# Beam stress analysis.

1. Feb 22, 2013

### zzinfinity

Hi,
I'm trying to calculate the maximum bending stress in a beam with a varying cross section. I found a great resource (link below) that gives examples on how to do this but am a little confused. Basically the equation used is σ=M/Sx I know what σ and M are, but I haven't a clue what Sx is meant to be. Can anyone tell me what this is? It's kind of tough to figure our a way to google "S" and get meaningful results. Thanks!

PS. What I'm trying to do, is calculate the maximum stress of a boat hull. I'm approximating it as a beam, but the cross section geometry is arbitrary. If any one has any suggestions about a better way to do this, they are certainly welcome!

Last edited by a moderator: May 6, 2017
2. Feb 22, 2013

### AlephZero

The general formuila is $$\sigma = \frac{My}{I}$$ where y is the distance from the neutral axis.

It looks like he is combining $I$ and the maximum value of $y$ into $$S_x = \frac{I}{y_{\text{max}}}.$$ I've never seen that notation before, but then I learned how to stress beams a very long time ago!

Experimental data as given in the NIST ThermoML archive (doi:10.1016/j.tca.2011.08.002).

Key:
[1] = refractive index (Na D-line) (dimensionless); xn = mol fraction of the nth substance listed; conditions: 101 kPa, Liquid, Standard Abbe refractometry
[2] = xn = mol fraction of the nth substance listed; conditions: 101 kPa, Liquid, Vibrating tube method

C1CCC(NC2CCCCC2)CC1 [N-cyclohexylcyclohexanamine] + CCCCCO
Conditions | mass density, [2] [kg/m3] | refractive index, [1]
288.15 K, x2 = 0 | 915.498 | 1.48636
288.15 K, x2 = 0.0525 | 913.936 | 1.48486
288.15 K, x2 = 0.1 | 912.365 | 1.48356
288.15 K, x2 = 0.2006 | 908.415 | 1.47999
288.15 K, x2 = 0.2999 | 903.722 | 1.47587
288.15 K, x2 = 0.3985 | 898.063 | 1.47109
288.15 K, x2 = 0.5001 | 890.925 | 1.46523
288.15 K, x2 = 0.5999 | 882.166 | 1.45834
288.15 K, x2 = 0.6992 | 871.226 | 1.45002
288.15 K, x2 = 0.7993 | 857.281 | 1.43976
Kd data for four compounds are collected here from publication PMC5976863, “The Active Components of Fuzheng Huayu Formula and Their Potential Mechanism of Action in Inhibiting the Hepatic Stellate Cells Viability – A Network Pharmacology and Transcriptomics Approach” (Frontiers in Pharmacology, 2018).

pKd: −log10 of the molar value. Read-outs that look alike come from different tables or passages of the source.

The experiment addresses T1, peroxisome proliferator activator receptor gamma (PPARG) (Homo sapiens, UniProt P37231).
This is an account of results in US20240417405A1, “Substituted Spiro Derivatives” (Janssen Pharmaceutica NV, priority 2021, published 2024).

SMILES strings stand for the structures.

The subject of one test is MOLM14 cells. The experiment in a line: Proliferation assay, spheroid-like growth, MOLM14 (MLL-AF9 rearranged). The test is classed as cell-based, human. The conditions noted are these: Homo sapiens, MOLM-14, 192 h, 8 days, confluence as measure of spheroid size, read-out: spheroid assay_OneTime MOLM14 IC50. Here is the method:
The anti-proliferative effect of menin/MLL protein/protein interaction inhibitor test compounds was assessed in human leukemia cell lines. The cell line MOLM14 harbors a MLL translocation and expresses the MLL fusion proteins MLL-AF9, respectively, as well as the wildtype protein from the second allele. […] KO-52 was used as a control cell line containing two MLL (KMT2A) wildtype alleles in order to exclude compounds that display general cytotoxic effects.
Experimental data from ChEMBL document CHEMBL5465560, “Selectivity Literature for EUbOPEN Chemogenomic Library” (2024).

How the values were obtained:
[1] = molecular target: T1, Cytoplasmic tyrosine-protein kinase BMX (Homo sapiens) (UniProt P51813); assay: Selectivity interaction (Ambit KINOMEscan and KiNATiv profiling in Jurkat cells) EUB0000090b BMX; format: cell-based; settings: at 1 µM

Edit: in one of the problems in the PDF he gives it the name "section modulus". http://en.wikipedia.org/wiki/Section_modulus. Looking at the references on the Wiki page, maybe it's used more as a civil or structural engineering term than in general mech eng.

Last edited: Feb 22, 2013
3. Feb 22, 2013

### zzinfinity

4. Feb 22, 2013

### zzinfinity

5. Feb 22, 2013

### AlephZero

Just consider I at that cross section.

But note that for a variable section beam, the maximum stress might not be at the same place as the maximum bending moment. For example I might decrease faster than M as you move along the beam, so M/I increases.

(For a constant cross section, y and I are the same everywhere along the beam so the maximum stress position is the same as the max bending moment position.)

6. Feb 22, 2013

### SteamKing

Staff Emeritus
Sx is the section modulus. This number is used in some design rules when sizing plating-stiffener combinations.